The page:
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Motion on embattled county boss exposes partisan politics in Senate

By Moses Nyamori and Roselyne Obala | June 17th 2020 at 12:00:00 GMT +0300

Elgeyo Marakwet Senator Kipchumba Murkomen saw his proposal for an 11-member select committee to probe former Kiambu Governor Ferdinand Waititu rejected in the Senate. [File, Standard]

The battle to save or sink beleaguered Kirinyaga Governor Anne Waiguru has exposed the partisan politics fueled by Jubilee's Kieleweke and Tangatanga factions. 

Senators from the two rival factions have openly pushed for either an 11-member select committee or plenary routes when it suits their interest.

In the current bid to oust Waiguru, the Tangatanga senators, who rooted for the select committee in the case of former Kiambu Governor Ferdinand Waititu, made a U-turn to back plenary.

At the same time, Kieleweke lawmakers, who pushed for the plenary then, are now vouching for the committee path, which, it was said, could easily be compromised on account of its numbers.

It is on this basis that senators keen on saving a county boss always pull all the stop to have a committee hearing instead of plenary that is credited for having sent Waititu home.

In the Waititu case, senators from President Uhuru’s backyard led a revolt to reject an 11-member select committee proposed by then Majority Leader Kipchumba Murkomen.

Proposed committee

The Kieleweke-leaning senators had opposed the proposed committee from the word go, winning the support of their NASA counterparts to decide the governor’s case at the plenary.

Nairobi Senator Johnson Sakaja – a perceived Kieleweke – then opposed the committee route, arguing that the fate of millions of Kiambu residents could not be decided by 11 members.

“The past impeachments have left Kenyans asking if Senate is acting in full support of devolution as it should. We are 11 members in the committee, but, in essence, only six people will be required to prosecute. That is not fair to the people of Kiambu and the delegations that we have in this House,” Sakaja said then.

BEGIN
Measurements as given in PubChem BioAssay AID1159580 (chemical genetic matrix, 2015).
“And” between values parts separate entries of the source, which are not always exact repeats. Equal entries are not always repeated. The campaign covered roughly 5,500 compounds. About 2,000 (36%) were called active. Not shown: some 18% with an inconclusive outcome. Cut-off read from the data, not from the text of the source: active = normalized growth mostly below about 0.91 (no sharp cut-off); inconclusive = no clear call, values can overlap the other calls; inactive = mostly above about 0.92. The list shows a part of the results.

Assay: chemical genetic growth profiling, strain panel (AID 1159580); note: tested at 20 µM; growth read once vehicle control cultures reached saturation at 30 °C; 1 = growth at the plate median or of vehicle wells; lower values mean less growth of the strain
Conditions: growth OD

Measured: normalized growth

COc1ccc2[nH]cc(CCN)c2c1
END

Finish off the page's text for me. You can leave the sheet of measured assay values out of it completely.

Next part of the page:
In the Waiguru case, Kirinyaga MPs, some avowed Deputy President William Ruto allies, have publicly declared their opposition against taking the committee route.

Led by Woman Rep Purity Ngirici, the MPs said they would settle for nothing but plenary.

Senate Minority Whip Mutula Kilonzo Jnr (Makueni) had in a previous interview maintained that the Business Committee had remained consistent in its recommendation of setting up a select committee like in the case of Waititu.

He said it was members who always flipped it the other way.

“The work of the Senate is done through 18 committees and, where necessary, ad hoc committees, like the case of Solai dam, maize scandal, and the current one of medical equipment scheme. The decision is ultimately the members'. There is no one size-fits-all framework in these processes,” said Kilonzo Jnr.

“Needless to say, the committees have in the past produced detailed reports that we make reference to, unlike the plenary session, which has no report.”

His Bungoma counterpart Moses Wetang'ula also rooted for the plenary session to probe the allegations against Waiguru, arguing that the process was more transparent and less susceptible to manipulation. 


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